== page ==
Andrew Cuomo (pictured), who served as U.S. Secretary of Housing and Urban Development from 1997 to 2001, recently urged New York lawmakers to put an end to the death penalty. The state is holding hearings on capital punishment in the wake of a N.Y. Court of Appeals decision finding the statute unconstitutional earlier this year. In his op-ed in The New York Times, Cuomo noted:

The Democrats, who control the Assembly, should make it clear that they will not pass a new death penalty law. This will take courage, but it is vital that they do so: We cannot rely much longer on a progressive Court of Appeals to intercede and prevent executions, as has happened since 1995, when the death penalty was reinstituted in New York. (Mr. Pataki had vowed to reinstate the death penalty in his campaign against my father, Gov. Mario M. Cuomo.) As judges appointed by Governor Cuomo retire over the next few years, Governor Pataki will install more conservative court members.

More important, there remains no evidence that the death penalty is a deterrent to crime and plenty of evidence that it is invoked arbitrarily - and often mistakenly. Last year, 267 inmates nationwide had their death sentences overturned or removed, according to the Justice Department. This is the largest number in any year since 1976, when the United States Supreme Court upheld the constitutionality of state death-penalty laws in a group of states.

Other developments since 1995 have also mirrored the growing doubts about capital punishment. In 2000, Gov. George Ryan of Illinois, a Republican who had supported the death penalty, imposed a moratorium on all executions in his state, citing instances in which death-row inmates were found to be innocent. And a report issued in November by the Justice Department reveals that death sentences nationally are now at a 30-year low.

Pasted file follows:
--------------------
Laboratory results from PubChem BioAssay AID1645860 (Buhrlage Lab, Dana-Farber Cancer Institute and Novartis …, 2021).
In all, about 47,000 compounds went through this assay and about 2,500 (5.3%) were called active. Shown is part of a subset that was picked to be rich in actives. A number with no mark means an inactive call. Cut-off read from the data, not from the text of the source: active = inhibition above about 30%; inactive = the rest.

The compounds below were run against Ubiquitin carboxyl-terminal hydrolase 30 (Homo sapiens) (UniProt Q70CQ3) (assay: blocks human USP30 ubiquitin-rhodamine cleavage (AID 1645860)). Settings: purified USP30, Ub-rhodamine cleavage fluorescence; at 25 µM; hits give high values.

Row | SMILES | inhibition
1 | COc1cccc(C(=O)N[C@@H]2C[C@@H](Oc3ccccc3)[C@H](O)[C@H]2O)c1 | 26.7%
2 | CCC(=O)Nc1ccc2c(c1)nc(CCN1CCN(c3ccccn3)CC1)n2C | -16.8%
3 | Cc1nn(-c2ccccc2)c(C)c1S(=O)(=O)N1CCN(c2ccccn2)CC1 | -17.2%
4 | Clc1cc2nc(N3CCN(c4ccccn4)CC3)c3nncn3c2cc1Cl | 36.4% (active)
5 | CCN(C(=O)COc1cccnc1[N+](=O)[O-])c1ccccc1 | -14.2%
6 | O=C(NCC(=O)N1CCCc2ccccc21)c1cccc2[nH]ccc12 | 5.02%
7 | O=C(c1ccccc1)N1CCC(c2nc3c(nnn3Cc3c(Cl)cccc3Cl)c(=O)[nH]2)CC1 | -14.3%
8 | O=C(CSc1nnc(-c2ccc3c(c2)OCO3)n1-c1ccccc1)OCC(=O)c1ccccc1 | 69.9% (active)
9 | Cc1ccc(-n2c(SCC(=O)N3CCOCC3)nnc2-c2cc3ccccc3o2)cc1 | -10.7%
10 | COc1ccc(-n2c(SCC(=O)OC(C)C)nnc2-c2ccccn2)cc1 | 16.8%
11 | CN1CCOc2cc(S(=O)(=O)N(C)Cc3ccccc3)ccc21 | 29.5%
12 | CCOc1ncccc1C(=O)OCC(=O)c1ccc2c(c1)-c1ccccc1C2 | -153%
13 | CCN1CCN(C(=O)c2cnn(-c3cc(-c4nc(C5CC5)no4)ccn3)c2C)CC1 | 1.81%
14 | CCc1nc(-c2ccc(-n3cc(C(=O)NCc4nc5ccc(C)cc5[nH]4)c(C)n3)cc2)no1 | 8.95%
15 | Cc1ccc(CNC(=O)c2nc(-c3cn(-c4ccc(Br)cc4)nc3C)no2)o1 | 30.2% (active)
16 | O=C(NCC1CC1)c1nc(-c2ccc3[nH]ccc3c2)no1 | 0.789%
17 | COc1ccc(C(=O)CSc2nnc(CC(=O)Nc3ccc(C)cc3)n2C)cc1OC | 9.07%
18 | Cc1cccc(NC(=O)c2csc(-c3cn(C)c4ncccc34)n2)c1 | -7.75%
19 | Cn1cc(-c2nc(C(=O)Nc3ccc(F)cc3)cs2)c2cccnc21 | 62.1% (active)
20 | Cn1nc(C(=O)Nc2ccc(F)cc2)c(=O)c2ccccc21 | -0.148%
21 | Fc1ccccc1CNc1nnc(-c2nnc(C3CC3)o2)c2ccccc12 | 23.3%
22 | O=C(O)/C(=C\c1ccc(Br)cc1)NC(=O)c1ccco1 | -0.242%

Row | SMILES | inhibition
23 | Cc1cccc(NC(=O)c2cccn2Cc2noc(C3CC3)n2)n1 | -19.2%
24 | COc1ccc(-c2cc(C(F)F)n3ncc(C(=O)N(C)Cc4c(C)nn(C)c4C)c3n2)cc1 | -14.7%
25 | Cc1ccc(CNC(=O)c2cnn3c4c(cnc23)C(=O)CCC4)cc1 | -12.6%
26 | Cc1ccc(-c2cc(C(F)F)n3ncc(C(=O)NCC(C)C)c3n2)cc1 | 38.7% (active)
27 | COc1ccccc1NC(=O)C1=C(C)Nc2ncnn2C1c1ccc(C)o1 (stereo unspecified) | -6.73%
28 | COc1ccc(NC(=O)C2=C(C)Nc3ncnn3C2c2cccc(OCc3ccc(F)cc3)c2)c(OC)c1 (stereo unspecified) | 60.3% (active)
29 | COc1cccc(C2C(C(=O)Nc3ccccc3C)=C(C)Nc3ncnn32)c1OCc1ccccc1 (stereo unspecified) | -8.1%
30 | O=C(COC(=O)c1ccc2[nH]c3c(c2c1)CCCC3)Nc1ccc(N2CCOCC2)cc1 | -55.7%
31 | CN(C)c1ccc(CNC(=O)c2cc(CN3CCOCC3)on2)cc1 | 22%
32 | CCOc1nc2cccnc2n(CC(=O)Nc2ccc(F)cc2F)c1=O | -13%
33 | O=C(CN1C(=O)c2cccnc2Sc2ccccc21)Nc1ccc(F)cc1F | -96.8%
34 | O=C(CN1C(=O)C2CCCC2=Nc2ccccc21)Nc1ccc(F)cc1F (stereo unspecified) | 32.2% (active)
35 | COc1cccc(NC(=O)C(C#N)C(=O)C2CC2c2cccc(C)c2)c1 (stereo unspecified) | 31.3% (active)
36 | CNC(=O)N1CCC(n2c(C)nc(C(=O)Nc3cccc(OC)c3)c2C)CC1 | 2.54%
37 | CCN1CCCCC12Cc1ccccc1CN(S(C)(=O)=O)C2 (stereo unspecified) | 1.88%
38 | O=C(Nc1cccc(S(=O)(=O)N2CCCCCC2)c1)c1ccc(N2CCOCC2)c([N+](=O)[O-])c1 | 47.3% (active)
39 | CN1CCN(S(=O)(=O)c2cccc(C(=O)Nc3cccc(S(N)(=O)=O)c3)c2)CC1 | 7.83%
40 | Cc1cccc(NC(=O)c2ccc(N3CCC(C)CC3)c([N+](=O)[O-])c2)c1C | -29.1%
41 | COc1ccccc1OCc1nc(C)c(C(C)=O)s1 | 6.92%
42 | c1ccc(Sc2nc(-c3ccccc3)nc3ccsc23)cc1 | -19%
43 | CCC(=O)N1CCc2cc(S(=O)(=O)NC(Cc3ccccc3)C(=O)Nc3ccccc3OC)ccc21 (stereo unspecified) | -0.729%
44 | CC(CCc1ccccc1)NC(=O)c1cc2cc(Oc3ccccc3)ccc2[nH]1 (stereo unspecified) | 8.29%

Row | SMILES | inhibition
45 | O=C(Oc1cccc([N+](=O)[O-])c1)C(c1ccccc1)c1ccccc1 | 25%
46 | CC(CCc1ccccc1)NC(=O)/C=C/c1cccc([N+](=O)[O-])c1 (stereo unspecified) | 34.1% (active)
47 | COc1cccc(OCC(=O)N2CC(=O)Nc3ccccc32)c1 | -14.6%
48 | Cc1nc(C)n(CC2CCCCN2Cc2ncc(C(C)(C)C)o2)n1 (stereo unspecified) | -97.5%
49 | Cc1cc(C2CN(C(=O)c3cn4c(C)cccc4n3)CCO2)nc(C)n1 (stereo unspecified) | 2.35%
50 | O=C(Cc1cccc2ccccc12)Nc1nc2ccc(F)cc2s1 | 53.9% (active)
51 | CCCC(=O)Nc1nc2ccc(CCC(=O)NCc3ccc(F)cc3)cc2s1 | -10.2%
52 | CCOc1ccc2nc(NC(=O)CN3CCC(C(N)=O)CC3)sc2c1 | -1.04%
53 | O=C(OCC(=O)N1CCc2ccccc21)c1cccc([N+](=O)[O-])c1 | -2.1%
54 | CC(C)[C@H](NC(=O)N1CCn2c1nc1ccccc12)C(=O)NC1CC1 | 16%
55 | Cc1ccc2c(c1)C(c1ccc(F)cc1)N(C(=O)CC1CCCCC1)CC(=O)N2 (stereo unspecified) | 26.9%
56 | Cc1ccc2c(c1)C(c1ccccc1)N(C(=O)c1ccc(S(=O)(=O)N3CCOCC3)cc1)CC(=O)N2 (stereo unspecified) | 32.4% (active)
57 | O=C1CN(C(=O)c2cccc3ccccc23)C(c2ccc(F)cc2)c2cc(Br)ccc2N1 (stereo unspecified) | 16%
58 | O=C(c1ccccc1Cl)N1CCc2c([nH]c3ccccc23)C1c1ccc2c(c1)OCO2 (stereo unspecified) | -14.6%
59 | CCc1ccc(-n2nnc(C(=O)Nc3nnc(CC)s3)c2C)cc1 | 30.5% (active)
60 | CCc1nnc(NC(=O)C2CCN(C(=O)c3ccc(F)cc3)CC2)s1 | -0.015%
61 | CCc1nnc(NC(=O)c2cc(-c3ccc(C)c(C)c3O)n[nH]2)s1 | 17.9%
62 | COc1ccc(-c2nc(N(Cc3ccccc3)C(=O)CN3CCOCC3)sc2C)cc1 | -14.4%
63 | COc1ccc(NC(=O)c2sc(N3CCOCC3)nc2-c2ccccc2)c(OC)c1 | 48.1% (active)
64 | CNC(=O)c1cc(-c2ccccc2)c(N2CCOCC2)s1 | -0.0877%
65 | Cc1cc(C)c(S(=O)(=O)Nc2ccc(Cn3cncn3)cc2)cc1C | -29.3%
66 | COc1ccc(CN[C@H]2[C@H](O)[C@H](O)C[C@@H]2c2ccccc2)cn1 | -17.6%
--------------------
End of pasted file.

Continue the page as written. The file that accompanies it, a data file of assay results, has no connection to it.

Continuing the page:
At the same time, cases in which DNA evidence has established the innocence of people convicted of capital crimes - along with concerns about racial bias in death-penalty sentencing - have further undercut support for capital punishment around the country. According to a 2004 Gallup Poll, about half of all Americans say that convicted murderers should get the death penalty. But just under half instead support a sentence of life imprisonment without the possibility of parole. Public opinion has been shifting toward this second option, according to the Gallup organization. The poll also showed that 62 % of Americans believe that capital punishment does not act as a deterrent, compared with 51 percent in 1991.

Nor does capital punishment make sense financially. Many studies show that it is more expensive for taxpayers to pursue executions than to sentence criminals to life without parole. Indeed, New York State has spent at least $160 million pursuing the death penalty since 1995.

Unfortunately, the prevailing thinking in Albany is that opposition to the death penalty is “political suicide.” I disagree. While the public overall still favors the death penalty, public opinion in New York has been shifting. A poll conducted in 2003 by Quinnipiac University shows that a majority of New York Democrats oppose the death penalty and that a majority of all New Yorkers favor sentences of mandatory life without parole over execution. Such sentences did not exist in the state when the death penalty law was passed in 1995.

Leadership can change public opinion, and this shifting point of view may become even more pronounced if the Assembly Democrats wage an intense debate on the issue, informing people of the facts - and of the shortcomings of the bills awaiting action in the Legislature. While other states are instituting safeguards against police and prosecutorial misconduct and ensuring protection for mentally ill defendants in capital cases, for example, these issues are not addressed in the governor’s or Senate’s proposals.

For the public, the debate can begin as early as this week. The first of a series of public hearings on the death penalty is to be held in New York City on Wednesday.

The Court of Appeals ruling that suspended the state’s death penalty has given New Yorkers a window of opportunity, a moment to enact a real reform. It should not be lost.

(New York Times, December 12, 2004) (emphasis added). See New Voices. See DPIC’s Web page on New York Court of Appeals Ruling. Note: Hearings on the death penalty were held in Manhattan on December 15. Additional hearings will be held in Albany on January 25.